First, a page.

Zachary:
I’d love to. Thank you, guys. This was a pleasure.

James:
Thanks, Zach.

Dave:
I don’t even know what to say right now. That was so interesting, and my brain is just turning about all the incredible opportunity that is going to come in this industry over the next couple of years. Honestly, it’s incredible. What do you think about all this?

James:
I think I need to start calling land brokers across the US because-

Dave:
In dry places.

James:
Yeah, because I’ve always been really, I mean, doing production real estate, we’re doing a lot of different things in building, it’s always the headache of having too many bodies on your site, juggling people’s person … I mean, personalities are usually the worst part on the job site and the fact that this will eliminate 70% of them and build it cheaply or more affordably and you can get it done efficiently, I mean, that is the dream for all builders is to be able to cut costs and I had no idea that their costs had gone down so much because I thought they were about double for what I had heard.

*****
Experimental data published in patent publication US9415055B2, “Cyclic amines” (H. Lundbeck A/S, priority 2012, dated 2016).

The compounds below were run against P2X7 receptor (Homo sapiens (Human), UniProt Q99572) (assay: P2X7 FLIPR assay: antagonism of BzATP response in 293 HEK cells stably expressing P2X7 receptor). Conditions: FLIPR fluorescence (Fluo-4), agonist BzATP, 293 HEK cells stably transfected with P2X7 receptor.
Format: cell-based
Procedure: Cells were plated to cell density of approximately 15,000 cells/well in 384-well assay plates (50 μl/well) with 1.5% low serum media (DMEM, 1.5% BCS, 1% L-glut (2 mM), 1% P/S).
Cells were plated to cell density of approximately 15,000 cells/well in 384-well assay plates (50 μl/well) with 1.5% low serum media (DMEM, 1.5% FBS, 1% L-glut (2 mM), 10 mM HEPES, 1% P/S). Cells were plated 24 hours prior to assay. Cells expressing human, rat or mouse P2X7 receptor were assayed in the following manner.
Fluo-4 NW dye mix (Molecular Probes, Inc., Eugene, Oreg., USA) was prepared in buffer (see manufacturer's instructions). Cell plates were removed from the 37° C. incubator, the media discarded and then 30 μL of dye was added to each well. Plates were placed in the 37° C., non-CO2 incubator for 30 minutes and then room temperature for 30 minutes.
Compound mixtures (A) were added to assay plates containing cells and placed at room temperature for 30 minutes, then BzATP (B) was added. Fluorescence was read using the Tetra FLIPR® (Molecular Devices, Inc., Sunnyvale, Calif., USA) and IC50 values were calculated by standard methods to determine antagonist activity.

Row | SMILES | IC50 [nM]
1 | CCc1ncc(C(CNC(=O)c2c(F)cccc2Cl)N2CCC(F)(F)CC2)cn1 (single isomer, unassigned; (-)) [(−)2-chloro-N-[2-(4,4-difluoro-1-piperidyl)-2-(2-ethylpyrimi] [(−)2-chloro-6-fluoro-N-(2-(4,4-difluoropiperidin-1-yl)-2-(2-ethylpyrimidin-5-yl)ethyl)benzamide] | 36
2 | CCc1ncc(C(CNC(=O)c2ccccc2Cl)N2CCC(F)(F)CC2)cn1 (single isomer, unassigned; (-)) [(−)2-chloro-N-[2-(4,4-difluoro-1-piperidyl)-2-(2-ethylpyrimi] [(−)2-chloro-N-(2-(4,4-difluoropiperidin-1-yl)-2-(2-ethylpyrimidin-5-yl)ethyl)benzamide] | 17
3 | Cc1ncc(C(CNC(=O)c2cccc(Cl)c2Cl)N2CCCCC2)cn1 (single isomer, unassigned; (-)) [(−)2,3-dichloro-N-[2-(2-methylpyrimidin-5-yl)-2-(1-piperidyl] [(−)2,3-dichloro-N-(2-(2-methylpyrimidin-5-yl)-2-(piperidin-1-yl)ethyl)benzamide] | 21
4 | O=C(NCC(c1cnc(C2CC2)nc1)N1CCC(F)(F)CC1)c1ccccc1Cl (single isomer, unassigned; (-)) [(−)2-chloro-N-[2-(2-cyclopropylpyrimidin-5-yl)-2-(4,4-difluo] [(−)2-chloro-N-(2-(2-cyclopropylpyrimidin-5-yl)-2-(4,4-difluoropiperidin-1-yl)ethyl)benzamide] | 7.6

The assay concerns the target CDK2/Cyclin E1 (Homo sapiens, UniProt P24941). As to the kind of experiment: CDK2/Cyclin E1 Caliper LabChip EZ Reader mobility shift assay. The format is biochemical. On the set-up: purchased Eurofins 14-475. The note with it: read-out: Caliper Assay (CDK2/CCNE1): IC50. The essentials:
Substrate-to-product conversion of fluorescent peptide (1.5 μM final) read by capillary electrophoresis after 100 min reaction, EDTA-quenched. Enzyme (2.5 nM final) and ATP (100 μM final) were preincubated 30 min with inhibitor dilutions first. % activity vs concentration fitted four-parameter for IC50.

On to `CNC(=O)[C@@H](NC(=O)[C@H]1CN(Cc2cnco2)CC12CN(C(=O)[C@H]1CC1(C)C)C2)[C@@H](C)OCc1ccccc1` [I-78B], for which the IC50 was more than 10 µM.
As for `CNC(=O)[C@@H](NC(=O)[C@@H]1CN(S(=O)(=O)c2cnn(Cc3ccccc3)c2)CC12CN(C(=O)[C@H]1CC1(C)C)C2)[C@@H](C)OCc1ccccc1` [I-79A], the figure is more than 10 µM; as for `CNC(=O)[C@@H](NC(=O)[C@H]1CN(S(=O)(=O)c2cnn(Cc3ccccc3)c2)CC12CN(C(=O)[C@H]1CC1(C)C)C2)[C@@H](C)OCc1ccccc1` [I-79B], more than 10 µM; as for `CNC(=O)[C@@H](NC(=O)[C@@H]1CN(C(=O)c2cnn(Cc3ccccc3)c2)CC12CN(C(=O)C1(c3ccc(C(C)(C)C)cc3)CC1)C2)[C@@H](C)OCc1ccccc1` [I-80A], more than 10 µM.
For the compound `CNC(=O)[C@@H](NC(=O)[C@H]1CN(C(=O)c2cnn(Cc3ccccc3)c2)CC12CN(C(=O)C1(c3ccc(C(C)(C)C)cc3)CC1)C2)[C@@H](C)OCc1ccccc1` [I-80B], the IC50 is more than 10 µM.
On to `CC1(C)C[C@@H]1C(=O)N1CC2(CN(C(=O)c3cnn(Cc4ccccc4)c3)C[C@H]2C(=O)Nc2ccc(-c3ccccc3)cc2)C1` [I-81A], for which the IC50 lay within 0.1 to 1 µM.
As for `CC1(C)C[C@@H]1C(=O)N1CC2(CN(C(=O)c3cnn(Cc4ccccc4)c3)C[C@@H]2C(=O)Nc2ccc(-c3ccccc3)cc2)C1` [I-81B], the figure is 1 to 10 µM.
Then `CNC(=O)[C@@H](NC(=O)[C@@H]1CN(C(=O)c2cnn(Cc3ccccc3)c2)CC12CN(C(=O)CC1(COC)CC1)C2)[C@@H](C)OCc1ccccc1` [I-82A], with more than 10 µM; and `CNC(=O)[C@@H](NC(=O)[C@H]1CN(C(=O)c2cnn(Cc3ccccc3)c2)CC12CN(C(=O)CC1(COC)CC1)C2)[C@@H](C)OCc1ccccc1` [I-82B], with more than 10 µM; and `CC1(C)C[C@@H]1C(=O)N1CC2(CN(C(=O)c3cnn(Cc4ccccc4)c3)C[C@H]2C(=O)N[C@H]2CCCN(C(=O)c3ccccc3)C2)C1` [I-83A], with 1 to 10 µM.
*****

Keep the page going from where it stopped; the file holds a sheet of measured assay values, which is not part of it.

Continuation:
So the fact that they are running almost in line with what we’re building at or a lot of local build, I mean, actually, they’re building around $300 a foot, and in California, it’s $400 or $500 a foot. So they are shredding certain costs already, which is pretty amazing.

Dave:
That’s unbelievable. Yeah. I think, like we talked about, this is just the tip of the iceberg. The technology, it sounds like it’s good enough to build homes, but it’s not reaching the point of efficiency. They’re getting to, what they say, 180 to 270 a foot to 300 on the high end, but that’s when they’re still learning. Once they start to figure this thing out and how to do this at scale, they could be printing all the time at 180 or 200 a square foot for really nice homes. Honestly, it just feels like this is going to be the future. I don’t know. Maybe I’m just drinking the Kool-Aid right now, but it really feels like this has the potential to totally change the way homes are built in the US or everywhere the world.